Oct. 10,  2008

Emory Healthcare Opens New School of Medical Technology

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Emory Healthcare is working to address the community's need for more medical technologists with the opening of its new School of Medical Technology (SMT), and welcomed its inaugural class on Sept. 4.

The Emory Healthcare School of Medical Technology (EHSMT) is a full-time, hospital-based program for applicants with a bachelor's degree (preferably in science) and an interest in laboratory science. Students will be awarded a certificate in medical technology after the completion of the 12-month program.

The initial class consists of seven students and a diverse group of instructors that include experienced medical technologists, pathologists and residents of Emory pathology and laboratory medicine.

"This is an exciting time for Emory as we work to fulfill our educational mission and answer the growing shortage of medical technologists," says John T. Fox, president and CEO of Emory Healthcare.

The program administrators include John D. Roback, MD, PhD, medical director; Marilea Grider, MS, MT (ASCP) program director; and Stacy Steward, MPH, MT (ASCP), laboratory education coordinator. Currently, the United States is experiencing a labor shortage for medical technologists, with student enrollment in medical technology (MT) programs steadily declining.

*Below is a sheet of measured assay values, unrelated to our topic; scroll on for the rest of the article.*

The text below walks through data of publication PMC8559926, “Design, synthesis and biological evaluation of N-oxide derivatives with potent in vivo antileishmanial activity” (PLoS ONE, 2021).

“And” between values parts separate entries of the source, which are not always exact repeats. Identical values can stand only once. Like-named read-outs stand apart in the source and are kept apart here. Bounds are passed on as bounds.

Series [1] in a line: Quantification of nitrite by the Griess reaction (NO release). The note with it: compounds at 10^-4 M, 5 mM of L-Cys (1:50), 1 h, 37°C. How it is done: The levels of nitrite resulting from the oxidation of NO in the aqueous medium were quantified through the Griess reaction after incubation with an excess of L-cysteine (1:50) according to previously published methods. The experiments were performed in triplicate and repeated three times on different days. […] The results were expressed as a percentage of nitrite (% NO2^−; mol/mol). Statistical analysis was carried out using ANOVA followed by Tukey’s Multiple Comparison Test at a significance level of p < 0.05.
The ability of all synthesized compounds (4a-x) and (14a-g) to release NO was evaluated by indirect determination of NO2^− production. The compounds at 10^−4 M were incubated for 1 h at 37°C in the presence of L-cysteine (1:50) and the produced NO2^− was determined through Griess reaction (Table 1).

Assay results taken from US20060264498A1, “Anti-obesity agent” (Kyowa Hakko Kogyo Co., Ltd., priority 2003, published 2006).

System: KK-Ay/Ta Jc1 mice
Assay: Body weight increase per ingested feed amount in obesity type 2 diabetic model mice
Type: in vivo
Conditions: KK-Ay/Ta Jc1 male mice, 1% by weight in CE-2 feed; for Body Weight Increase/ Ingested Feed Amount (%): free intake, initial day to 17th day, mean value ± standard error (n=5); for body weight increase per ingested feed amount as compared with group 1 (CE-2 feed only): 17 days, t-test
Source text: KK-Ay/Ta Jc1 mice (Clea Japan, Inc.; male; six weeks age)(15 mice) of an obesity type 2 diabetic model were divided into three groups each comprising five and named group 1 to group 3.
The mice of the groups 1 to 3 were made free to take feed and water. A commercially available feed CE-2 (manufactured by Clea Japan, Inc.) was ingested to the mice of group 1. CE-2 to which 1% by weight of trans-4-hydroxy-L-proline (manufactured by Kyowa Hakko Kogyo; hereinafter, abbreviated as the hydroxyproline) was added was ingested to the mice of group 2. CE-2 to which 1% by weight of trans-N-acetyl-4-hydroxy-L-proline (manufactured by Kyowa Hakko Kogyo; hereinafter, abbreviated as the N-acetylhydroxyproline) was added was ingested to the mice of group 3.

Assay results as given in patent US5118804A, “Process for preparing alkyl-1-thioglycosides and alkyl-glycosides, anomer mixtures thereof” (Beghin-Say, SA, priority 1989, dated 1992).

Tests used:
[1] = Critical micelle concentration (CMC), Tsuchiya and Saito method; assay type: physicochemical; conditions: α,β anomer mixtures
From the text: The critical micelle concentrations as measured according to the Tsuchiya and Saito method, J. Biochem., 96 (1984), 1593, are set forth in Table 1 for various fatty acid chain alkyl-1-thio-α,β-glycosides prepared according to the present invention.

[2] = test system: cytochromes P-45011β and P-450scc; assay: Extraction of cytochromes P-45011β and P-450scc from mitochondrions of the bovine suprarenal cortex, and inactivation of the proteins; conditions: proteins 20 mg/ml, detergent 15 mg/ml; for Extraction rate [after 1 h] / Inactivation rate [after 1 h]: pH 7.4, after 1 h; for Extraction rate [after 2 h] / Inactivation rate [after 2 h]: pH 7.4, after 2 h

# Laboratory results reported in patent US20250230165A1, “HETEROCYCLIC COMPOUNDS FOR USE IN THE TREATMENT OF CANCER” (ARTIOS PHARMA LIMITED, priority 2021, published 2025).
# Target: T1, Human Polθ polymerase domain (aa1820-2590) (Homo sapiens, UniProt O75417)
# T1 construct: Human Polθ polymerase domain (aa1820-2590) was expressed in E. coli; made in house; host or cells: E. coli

EHSMT offers incoming students with a new financial assistance option. A 'service-cancelable' financial loan allows students to defer repayment while enrolled in good standing in the EHSMT and an option to cancel repayment in exchange for service work after graduation as described in the promissory note. The loan is designed to help students finance their education and to assist Emory Healthcare recruit and retain well-prepared professional medical technologists.

Emory is currently the only medical technology school in the Atlanta area and, according to Steward, the program is in the process of earning NAACLS accreditation. "Our initial application and preliminary report have been approved and we are in the process of developing our 'self-study' report," notes Steward. "After submitting the self-study report, a site-visit will be conducted by NAACLS representatives and a decision will be made regarding an award of accreditation. We fully anticipate receipt of accreditation."

Aside from Emory, there are currently only three other universities in the state that offer accreditation for medical technology: Medical College of Georgia in Augusta, Armstrong University in Savannah, and Thomas University in Thomasville.


The Robert W. Woodruff Health Sciences Center of Emory University is an academic health science and service center focused on missions of teaching, research, health care and public service. Its components include schools of medicine, nursing, and public health; Yerkes National Primate Research Center; the Emory Winship Cancer Institute; and Emory Healthcare, the largest, most comprehensive health system in Georgia. The Woodruff Health Sciences Center has a $2.3 billion budget, 17,000 employees, 2,300 full-time and 1,900 affiliated faculty, 4,300 students and trainees, and a $4.9 billion economic impact on metro Atlanta.

Learn more about Emory’s health sciences:
Blog: http://emoryhealthblog.com
Twitter: @emoryhealthsci
Web: http://emoryhealthsciences.org

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